This article is part of my Computer series, click here for the list of other entries.
When it comes to monitors there are many things to consider. I will tell you more than you probably ever wanted to know, at the end of this you will be a monitor expert and know more than almost any clerk at any store you walk in to. It may be a bit long with stick with it, you will be glad you did.
First we will start with the difference between a CRT and a LCD. By now the LCD has won the game for new monitors, but many still debate whether to keep the OLD CRT or to upgrade to the LCD. Well there are many reasons that a LCD is better, the only reason to use a CRT is if you don’t have the money to get a LCD.
But even with that it will still cost you. The average 19” LCD uses only about 50W of power, while the average 19” CRT is over 250W. In Arizona we have cheap power, costing only on average 9 cents per KWH. After taxes and such it is about 12 cents. If you count the heat created by the CRT and the power to cool this heat during the summer you would have to count about 24 cents per KWH during the summer and 12 cents during the winter. This is an average of 18 cents per KWH. A 200 usage will result in 3.6 cents per hour. I use my monitor about 10 hours a day, 7 days a week. That is $2.50 per week. With an average 19” monitor costing less than $170 it would only take 68 weeks for a new 19” LCD to pay for itself. If this is not reason enough to get one then let me give you a few more.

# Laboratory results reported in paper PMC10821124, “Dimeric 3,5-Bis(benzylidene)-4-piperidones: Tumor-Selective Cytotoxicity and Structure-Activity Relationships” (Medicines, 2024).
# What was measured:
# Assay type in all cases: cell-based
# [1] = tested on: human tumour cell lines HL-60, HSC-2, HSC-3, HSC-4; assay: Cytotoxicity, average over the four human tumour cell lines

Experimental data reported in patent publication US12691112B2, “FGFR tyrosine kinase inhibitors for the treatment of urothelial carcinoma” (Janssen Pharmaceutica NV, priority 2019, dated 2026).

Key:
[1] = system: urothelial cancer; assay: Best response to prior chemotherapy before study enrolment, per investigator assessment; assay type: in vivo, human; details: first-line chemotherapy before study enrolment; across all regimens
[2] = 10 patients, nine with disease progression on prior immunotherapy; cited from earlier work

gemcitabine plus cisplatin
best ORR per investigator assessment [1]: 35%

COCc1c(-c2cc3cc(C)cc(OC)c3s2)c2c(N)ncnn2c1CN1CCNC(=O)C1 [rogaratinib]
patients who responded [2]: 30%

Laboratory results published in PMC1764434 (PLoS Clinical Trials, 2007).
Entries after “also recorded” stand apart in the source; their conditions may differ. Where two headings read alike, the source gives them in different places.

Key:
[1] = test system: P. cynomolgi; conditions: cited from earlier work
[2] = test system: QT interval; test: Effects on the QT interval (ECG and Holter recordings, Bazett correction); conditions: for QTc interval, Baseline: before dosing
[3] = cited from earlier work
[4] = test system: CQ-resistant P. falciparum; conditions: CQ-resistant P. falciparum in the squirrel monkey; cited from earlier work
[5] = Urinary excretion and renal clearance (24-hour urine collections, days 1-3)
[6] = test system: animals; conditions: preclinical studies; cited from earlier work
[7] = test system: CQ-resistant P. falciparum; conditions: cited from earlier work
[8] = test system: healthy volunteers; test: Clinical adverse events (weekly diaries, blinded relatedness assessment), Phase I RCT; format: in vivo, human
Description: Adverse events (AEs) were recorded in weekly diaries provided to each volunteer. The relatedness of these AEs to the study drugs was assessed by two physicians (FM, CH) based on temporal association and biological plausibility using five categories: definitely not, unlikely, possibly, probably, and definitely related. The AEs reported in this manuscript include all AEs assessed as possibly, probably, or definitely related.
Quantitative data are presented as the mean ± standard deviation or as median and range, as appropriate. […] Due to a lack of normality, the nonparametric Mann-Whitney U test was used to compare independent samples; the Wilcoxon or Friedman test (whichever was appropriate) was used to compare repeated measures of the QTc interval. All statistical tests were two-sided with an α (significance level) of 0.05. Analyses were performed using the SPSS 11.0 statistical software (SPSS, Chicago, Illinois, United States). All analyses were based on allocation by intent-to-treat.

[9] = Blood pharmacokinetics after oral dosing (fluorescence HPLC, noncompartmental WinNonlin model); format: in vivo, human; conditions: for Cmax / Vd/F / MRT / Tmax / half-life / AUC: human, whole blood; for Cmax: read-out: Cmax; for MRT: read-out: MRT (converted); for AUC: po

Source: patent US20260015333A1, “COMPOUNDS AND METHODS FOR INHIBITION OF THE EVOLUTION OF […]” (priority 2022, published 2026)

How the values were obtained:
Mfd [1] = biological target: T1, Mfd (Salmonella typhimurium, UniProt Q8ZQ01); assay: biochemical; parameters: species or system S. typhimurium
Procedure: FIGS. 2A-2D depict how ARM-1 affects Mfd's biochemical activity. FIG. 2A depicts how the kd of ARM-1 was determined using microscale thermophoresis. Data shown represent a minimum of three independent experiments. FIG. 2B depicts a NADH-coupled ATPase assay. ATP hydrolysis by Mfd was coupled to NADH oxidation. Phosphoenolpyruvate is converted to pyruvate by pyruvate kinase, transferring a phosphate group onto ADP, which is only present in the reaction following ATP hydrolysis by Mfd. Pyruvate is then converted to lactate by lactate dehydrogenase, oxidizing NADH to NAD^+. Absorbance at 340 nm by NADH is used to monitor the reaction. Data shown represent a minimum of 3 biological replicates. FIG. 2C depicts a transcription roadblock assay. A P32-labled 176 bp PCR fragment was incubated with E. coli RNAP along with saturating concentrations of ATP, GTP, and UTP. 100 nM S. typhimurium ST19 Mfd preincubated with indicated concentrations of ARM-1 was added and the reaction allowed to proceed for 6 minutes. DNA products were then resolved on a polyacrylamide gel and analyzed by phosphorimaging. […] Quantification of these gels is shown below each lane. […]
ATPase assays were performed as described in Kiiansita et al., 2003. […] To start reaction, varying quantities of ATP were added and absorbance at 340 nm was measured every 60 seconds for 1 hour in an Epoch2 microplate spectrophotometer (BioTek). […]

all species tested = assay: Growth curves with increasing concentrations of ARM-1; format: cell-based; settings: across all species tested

The LCD monitor will take up much less space on your desk.
The LCD monitor will allow you to work longer with less eye strain. Think of a CRT monitor as a particle accelerator aimed at your head.
The LCD monitor has a much crisper picture.
The LCD monitor is much less heavy in case you need to move it.
So now that you see clearly that a LCD is the best choice PLEASE don’t do what most of my customers want to do, they simply select a size and shop for the absolute cheapest LCD of that size. That is a very bad idea. Like anything else you get what you pay for, and in monitors if you pay a bit more you really get a lot extra. Well there are a lot of things to look for.
LCD monitors work by having a white light in the background, then each pixel blocks anywhere from no light to all of the light, it does it in Red, Green and in Blue. So to make purple it will only block the green, red and blue shine through and purple is created. Most LCD monitors can block each color in any of 256 different levels. This gives each pixel 16.8 million different color combos.
Monitors also have different speeds at which they can change these colors. Most are 5ms, meaning 5/100th of a second, or 20 times per second. Most humans can only see about 20-25 updates per second, the older you are the lower this number is. For anything except video or games 5ms is fine, but if you want to have faster refresh rates 2ms is a much better for only a little more money. The eyes of most people can not tell the difference between 2ms and 5ms so don’t get all caught up in this. Beware that some cheap monitors are 8 or even 10ms, this costs them less to make and many unaware customers looking only at price buy these, even people with bad eyes can notice video slowness in these monitors.
As I said there is a white light at the back, if you want great bright graphics you need this light to be brighter. They measure this brightness in cd/m2 which means Candle power per square meter. A rating of 250 cd/m2 would be like having 250 candles in a square meter. For me the higher this rating is the better. If you are in a bright room such as an office you really need to focus on this feature. Again many cheap monitors are in the 200-250 range, simple because it is cheaper and people often only look at price. 300 is actually much nicer and the most popular brightness level, but for a bit more money you can find 400 and 500 cd/m2 models.